Name: Rocky Graziano
Alias: The Rock
Birth Name: Thomas Rocco Barbella
Birthplace: New York, New York, USA
Died: 1990-05-22 (Age:71)
Hometown: New York, New York, USA
Height: 5′ 7″ / 170cm
Reach: 68½″ / 174cm
Boxing Record: click
Trainers: Whitey Bimstein, Al Silvani
Managers: Irving Cohen, Jack Hurle
Rocky Graziano Gallery
- Rocky Graziano, considered one of the greatest knockout artists in boxing history, had the capacity to take any of his opponents out with a single punch. Sugar Ray Robinson, who fought Graziano in 1952, said, "No one ever hit me harder than Rocky." The Ring ranked Graziano 23rd of their 2003 list The 100 Greatest Punchers of All-Time!.
- Bert Sugar, who ranked Graziano #98 out of 100 in his book Boxing's Greatest Fighters, wrote that Graziano was "raised on New York's lower East Side where both sides of the tracks were wrong." Graziano overcame coming from a disadvantaged background to rise to the top of the ring and entertainment world.
- Graziano's father, Nick Barbella, boxed under the name Fighting Nick Bob.
- During a brief amateur career, Graziano won the New York AAU Metropolitan Welterweight Championship. Graziano later said, "I got a medal, which I hocked for $15, and thought this can't be too bad a racket."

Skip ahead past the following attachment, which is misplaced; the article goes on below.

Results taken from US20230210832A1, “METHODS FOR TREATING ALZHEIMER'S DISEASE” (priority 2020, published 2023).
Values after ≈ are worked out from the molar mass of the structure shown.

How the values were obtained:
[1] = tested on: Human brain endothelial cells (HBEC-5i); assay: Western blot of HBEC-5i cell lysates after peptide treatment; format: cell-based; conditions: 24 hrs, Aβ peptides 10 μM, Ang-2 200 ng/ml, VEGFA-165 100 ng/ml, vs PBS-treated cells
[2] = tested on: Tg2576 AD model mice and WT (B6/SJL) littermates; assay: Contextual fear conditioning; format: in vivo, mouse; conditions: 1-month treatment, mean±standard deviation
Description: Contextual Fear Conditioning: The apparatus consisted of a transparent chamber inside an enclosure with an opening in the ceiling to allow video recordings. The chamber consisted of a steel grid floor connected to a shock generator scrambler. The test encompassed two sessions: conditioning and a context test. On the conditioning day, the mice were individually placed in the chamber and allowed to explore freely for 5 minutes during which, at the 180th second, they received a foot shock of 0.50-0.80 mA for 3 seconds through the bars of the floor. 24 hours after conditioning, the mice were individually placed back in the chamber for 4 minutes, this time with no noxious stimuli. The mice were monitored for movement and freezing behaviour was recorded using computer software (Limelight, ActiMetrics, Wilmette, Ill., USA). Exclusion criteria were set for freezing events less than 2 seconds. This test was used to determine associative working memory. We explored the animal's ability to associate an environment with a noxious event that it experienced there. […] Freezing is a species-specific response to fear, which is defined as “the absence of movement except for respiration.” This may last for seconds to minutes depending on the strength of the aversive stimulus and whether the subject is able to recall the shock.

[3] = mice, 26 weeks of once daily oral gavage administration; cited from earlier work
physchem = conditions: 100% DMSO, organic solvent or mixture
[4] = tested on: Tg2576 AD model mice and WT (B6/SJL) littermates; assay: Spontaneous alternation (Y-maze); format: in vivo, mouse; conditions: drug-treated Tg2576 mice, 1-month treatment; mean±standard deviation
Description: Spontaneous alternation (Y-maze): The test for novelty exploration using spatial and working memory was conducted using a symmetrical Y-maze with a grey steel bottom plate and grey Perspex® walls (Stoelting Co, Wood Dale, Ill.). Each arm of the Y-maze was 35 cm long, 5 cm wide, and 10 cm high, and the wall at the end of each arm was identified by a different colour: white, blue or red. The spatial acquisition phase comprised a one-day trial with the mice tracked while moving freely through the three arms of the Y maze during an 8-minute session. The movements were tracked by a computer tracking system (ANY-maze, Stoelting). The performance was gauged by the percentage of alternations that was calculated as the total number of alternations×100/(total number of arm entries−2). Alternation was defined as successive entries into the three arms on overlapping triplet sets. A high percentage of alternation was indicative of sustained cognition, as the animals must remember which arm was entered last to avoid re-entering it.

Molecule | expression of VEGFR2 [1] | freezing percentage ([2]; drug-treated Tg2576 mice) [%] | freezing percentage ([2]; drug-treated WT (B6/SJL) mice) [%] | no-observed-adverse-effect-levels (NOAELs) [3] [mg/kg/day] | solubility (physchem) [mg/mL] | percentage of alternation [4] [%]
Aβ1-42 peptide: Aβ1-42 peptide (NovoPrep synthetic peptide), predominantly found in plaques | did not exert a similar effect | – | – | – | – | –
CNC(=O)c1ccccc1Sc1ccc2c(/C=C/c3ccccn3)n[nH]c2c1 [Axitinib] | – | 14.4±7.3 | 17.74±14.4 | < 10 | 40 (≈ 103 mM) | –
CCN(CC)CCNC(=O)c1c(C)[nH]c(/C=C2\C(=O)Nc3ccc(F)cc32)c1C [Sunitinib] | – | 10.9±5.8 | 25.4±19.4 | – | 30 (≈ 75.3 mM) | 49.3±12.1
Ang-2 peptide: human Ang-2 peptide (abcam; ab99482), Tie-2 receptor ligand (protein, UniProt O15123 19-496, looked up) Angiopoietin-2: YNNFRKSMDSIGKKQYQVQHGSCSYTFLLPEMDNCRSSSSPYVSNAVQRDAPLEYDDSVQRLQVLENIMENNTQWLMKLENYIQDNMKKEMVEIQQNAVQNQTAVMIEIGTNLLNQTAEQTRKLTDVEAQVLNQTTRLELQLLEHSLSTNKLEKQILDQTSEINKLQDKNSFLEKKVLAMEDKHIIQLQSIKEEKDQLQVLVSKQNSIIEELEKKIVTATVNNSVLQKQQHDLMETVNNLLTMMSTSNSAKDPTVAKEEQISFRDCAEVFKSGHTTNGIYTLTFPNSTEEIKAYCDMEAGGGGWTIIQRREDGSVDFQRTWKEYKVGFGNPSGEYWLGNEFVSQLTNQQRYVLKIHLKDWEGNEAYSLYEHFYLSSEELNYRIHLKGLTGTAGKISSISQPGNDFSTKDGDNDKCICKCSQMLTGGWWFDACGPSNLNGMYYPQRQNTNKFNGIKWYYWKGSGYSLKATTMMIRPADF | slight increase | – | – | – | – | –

- Drafted into the U.S. Army in 1942, but he soon went AWOL after punching a superior officer. When he turned professional, he took the last name of his sister's boyfriend, Graziano, in order to avoid detection by the Army. He fought eight times before getting caught. He served ten months in prison and was dishonorably discharged.
- Knocked out Freddie (Red) Cochrane in ten rounds on June 29, 1945. The bout was named The Ring Fight of the Year.
- Fought Tony Zale in New York City for the World Middleweight Championship on September 27, 1946. Zale retained the title with a sixth-round knockout. The Ring named the bout Fight of the Year.
- Had his license revoked by the New York State Athletic Commission in February 1947 for failure to report a $100,000 bribe offer to throw a fight against Reuben Shank on December 27, 1946. Graziano pulled out of the fight with Shank three days before it was scheduled, claiming a back injury.
- Had a rematch with Zale in Chicago, Illinois on July 16, 1947. Graziano won the World Middleweight Championship with a sixth-round knockout. Like the first fight, the bout was named The Ring Fight of the Year.
- On September 29, 1947, the Illinois Athletic Commission barred dishonorably discharged servicemen from boxing in the state. an order commission member Roy D. Keehn said referred to Graziano. Keehn said the commission had attempted to get Graziano's record from the War Department before his July 16 fight with Zale, but the request was refused. Governor Dwight H. Green said if the information had been available then, the fight would not have been permitted.
- Defended the title against Zale in Newark, New Jersey on June 10, 1948. Zale regained the World Middleweight Championship with a third-round knockout.